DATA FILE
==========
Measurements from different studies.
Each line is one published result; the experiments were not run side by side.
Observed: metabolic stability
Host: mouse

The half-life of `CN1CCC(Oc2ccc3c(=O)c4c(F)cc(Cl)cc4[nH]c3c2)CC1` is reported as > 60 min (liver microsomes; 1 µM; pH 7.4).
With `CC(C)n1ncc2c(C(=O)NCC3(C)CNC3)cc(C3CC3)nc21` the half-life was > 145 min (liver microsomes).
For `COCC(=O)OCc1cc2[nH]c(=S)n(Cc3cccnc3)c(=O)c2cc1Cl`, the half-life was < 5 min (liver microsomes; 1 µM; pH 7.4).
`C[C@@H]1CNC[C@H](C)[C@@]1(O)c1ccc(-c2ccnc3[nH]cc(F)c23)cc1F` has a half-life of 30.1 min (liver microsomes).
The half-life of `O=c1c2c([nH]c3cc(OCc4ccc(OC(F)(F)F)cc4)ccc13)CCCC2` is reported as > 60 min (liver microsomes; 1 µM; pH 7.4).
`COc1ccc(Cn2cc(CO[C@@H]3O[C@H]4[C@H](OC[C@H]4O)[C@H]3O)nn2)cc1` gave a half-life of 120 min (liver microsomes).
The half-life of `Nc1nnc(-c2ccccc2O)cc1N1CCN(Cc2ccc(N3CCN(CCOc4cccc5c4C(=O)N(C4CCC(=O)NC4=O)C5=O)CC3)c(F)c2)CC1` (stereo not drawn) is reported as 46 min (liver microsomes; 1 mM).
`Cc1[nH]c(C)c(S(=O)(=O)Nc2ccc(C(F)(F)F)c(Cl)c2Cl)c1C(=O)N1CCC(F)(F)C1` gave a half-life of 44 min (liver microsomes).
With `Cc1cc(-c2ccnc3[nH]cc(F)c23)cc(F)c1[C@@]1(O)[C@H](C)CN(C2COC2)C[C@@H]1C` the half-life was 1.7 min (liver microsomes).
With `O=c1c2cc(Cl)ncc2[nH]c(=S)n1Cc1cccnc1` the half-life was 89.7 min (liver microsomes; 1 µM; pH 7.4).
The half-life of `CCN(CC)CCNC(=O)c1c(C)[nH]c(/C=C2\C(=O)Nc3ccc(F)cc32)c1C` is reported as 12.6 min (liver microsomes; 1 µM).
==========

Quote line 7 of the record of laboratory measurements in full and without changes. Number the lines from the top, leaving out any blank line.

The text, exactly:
For `COCC(=O)OCc1cc2[nH]c(=S)n(Cc3cccnc3)c(=O)c2cc1Cl`, the half-life was < 5 min (liver microsomes; 1 µM; pH 7.4).